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The earth is the Lord’s and the fullness thereof.” Psalm 24:1 is a popular verse in Christian conservation (or creation care) circles—one I have heard often enough that it almost rings cliché. But these words struck me anew when used in a closing benediction before thousands of fellow pro-lifers gathered around the Texas State Capitol. They are appropriate in both contexts, reminding us that human claims of absolute autonomy and ownership are in conflict with a much greater reality.

The route to the Capitol took marchers past a dozen bullhorned counter-protestors advocating for “Abortion on Demand and Without Apology” and against the “female enslavement” of “forced motherhood.” These were their bodies, to be used as they each saw fit and without any responsibilities towards others. The psalmist reminds us, though, that the Lord is the owner of all he has made. That Maker’s mark extends beyond people, of course, to everything in the universe. Through the grace of God, we are allowed to act as stewards, caretakers if you will, of both our bodies and of the broader creation. We make decisions that matter—decisions that impact people and our planet for better or worse. And we do so best when our hearts and minds are attuned to the work of the Great Composer whose song we, like David, are called to sing. Screams of “Mine!” that echo from radical feminists in Austin to militiamen in Oregon bring dissonance, not harmony.

The stridency of those shouting “Women are not incubators!” at the pro-life passersby also bore a striking, if uncomfortable, resemblance to others who practice indignation-based politics. One handmade sign featured a drawing of the feminine reproductive system and the words “Don’t Tread on Me.” The libertarian left has plenty of company when it comes to that particular sentiment. Indeed, the “hatred, discord, jealousy, fits of rage, [and] selfish ambition” that mark discourse across the political spectrum today are found on a list from the Apostle Paul describing the polar opposite of the fruit of the Spirit: “love, joy, peace, patience, kindness, goodness, gentleness, and self-control.”

The crowd in Texas hung on the words of Melissa Ohden, a 39 year old survivor of a saline abortion. Having stewed in utero amid a toxic salt solution for five days, Melissa was supposed to be stillborn after labor was induced. Instead, she was delivered alive into her grandmother’s arms—a nurse who had pushed her teenage daughter to this dark choice. Breathing was an unwelcome indicator that the procedure had been, as medical records put it, “unsuccessful.” But success might come yet by moving this not even three pound life to the utility closet that served as a de facto dying room when such “complications” occurred. Thankfully, within this Midwestern hospital named after St. Luke, there were still some healthcare providers who shared the gospel-writing physician’s ear for the weak, the vulnerable, and the small. Like the Good Samaritan, they did not walk by what might have seemed an irrational and hopeless cause.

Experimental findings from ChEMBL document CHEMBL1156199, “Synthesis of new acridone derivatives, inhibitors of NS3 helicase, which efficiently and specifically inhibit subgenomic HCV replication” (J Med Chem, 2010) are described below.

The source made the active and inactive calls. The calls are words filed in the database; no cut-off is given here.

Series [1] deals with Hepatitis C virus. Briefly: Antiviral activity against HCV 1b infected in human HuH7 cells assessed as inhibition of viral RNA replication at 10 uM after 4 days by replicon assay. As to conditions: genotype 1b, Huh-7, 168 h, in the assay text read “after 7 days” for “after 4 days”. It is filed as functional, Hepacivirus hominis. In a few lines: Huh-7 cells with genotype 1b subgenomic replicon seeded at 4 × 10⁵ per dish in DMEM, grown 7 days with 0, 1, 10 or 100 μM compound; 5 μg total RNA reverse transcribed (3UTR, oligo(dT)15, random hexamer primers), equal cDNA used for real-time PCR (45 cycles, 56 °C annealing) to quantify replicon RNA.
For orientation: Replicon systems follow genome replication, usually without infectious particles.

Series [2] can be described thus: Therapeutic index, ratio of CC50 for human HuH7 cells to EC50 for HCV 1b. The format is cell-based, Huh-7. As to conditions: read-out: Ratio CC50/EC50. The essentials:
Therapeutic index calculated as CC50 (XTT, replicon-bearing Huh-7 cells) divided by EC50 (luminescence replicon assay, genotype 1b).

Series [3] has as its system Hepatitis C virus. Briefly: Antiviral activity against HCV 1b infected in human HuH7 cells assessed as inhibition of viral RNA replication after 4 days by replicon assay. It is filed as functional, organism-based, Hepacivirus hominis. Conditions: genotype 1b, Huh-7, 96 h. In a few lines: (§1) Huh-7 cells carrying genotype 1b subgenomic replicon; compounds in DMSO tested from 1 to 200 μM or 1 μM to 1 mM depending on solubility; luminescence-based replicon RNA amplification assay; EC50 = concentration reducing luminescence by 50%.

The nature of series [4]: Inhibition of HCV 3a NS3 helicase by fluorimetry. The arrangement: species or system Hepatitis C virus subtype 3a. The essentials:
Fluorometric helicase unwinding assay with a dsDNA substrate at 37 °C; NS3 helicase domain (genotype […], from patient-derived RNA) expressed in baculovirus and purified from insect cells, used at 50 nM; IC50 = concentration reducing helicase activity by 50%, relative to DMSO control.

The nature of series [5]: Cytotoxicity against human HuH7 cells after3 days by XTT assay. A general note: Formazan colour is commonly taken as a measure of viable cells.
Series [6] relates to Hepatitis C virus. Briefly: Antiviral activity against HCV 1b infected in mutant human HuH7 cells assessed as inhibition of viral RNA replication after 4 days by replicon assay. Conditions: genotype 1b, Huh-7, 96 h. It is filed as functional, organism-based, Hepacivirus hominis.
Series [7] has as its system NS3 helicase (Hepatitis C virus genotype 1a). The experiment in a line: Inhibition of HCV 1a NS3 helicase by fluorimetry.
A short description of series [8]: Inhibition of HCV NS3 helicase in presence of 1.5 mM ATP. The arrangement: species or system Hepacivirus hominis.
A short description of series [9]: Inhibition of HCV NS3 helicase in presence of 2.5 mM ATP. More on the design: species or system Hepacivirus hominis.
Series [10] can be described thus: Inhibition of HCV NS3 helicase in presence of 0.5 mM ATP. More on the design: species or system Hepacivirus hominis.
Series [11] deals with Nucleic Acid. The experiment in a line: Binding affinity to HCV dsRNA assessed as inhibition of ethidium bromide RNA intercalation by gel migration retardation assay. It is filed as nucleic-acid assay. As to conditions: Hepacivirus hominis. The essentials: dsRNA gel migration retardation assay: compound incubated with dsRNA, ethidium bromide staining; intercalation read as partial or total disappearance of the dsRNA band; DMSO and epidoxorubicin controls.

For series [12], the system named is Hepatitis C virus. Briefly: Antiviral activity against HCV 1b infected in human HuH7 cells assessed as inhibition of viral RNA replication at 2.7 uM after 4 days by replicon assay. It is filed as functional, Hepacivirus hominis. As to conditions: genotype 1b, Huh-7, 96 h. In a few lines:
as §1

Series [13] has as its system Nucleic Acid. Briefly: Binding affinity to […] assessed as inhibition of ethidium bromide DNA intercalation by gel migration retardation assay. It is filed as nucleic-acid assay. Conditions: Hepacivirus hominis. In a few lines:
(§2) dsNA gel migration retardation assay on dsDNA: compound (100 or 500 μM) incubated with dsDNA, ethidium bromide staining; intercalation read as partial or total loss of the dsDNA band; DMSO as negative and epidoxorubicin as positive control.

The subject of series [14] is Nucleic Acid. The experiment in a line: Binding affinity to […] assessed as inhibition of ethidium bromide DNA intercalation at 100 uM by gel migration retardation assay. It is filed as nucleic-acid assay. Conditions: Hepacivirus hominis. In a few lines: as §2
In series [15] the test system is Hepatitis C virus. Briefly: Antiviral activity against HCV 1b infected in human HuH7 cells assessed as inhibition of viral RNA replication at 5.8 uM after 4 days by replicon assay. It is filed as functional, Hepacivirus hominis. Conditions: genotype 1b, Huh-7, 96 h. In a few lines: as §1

The adoptive family that gave her a name was cautioned that their child’s path would be far from normal. Indeed, the warning proved prophetic, but not for the expected reasons. In her extraordinary life, Melissa has earned a master’s degree, worked as a counselor, became a wife and mother, and come before the powerful as a voice and face for the humanity of the unborn.

Paradoxically, this charismatic Caucasian woman reminded me of a soft spoken Polynesian man. Both speak from firsthand experience for marginalized peoples all but hidden from view. The Reverend Tafue Lusama is a native of Tuvalu, a small island nation in the Pacific. Our paths crossed in 2009 as he visited churches and Christian colleges on what was billed as the “Ankle Deep in Reality Tour,” sharing the story of a place that is overwhelmingly Christian and is steadily being rendered uninhabitable as the climate changes and the oceans inch upward. His message was one of solidarity as he gently asked us to pray that the Body of Christ would stand together against this rising tide. Reverend Lusama then—using words heard recently by hundreds of millions of liturgical Christians on the Sunday following the Roe anniversary—quoted the Apostle Paul’s instructions to the church at Corinth: “If one part suffers, every part suffers with it.”

The water is still rising around his homeland, and just last year the country was clipped by Pam, a Category 5 cyclone. Almost half of the nation’s population of just over 10,000 was displaced. Despite what seems to many scientists a bleak outlook, Reverend Lusama continues advocating for his people at places like Asbury Seminary and Montreat College.

It can be tempting to rationalize our way around cries from the little ones like Tuvalu and baby Melissa rather than extend our circumference of compassion. They are too small to matter and what could we practically do about it anyway! If we are honest, though, we know that these are not the words of love. Mother Teresa reminded us that merely holding the hands of the dying is a powerful ministry and Paul instructed the Corinthians, “Those parts of the body that seem to be weaker are indispensable . . . . [T]here should be no division in the body, but that its parts should have equal concern for each other.” Tiny humans matter and so do tiny nations.

Wendell Berry once said, “If abortion is wrong, as I believe, it is wrong because it excludes some of our fellow humans from our care. But to think that abortion is wrong is to risk dangerous oversimplification if we cannot follow our thought to its logical conclusion.” Indeed, we are called to care for all of the world that God so loved.

John Murdock will soon be teaching at the Handong International Law School, a Christian institution in South Korea. His online home remains

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